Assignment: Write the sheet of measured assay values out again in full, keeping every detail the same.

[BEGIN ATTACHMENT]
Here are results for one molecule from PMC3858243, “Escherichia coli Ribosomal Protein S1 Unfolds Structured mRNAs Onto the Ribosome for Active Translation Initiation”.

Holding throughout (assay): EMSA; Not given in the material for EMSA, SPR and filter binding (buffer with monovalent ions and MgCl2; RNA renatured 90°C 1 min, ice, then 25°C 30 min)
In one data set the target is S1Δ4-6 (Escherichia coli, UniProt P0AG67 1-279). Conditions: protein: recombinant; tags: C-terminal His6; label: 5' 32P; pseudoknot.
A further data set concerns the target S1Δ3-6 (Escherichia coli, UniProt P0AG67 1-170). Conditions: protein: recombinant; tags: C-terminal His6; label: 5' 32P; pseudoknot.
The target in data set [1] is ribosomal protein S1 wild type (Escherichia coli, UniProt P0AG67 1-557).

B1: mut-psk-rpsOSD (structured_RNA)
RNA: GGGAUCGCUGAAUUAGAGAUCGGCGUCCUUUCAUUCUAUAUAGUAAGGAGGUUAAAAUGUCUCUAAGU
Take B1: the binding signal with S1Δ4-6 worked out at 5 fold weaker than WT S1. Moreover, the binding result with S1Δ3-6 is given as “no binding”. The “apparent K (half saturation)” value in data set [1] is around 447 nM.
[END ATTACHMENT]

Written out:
Here are results for one molecule from PMC3858243, “Escherichia coli Ribosomal Protein S1 Unfolds Structured mRNAs Onto the Ribosome for Active Translation Initiation”.

Holding throughout (assay): EMSA; Not given in the material for EMSA, SPR and filter binding (buffer with monovalent ions and MgCl2; RNA renatured 90°C 1 min, ice, then 25°C 30 min)
In one data set the target is S1Δ4-6 (Escherichia coli, UniProt P0AG67 1-279). Conditions: protein: recombinant; tags: C-terminal His6; label: 5' 32P; pseudoknot.
A further data set concerns the target S1Δ3-6 (Escherichia coli, UniProt P0AG67 1-170). Conditions: protein: recombinant; tags: C-terminal His6; label: 5' 32P; pseudoknot.
The target in data set [1] is ribosomal protein S1 wild type (Escherichia coli, UniProt P0AG67 1-557).

B1: mut-psk-rpsOSD (structured_RNA)
RNA: GGGAUCGCUGAAUUAGAGAUCGGCGUCCUUUCAUUCUAUAUAGUAAGGAGGUUAAAAUGUCUCUAAGU
Take B1: the binding signal with S1Δ4-6 worked out at 5 fold weaker than WT S1. Moreover, the binding result with S1Δ3-6 is given as “no binding”. The “apparent K (half saturation)” value in data set [1] is around 447 nM.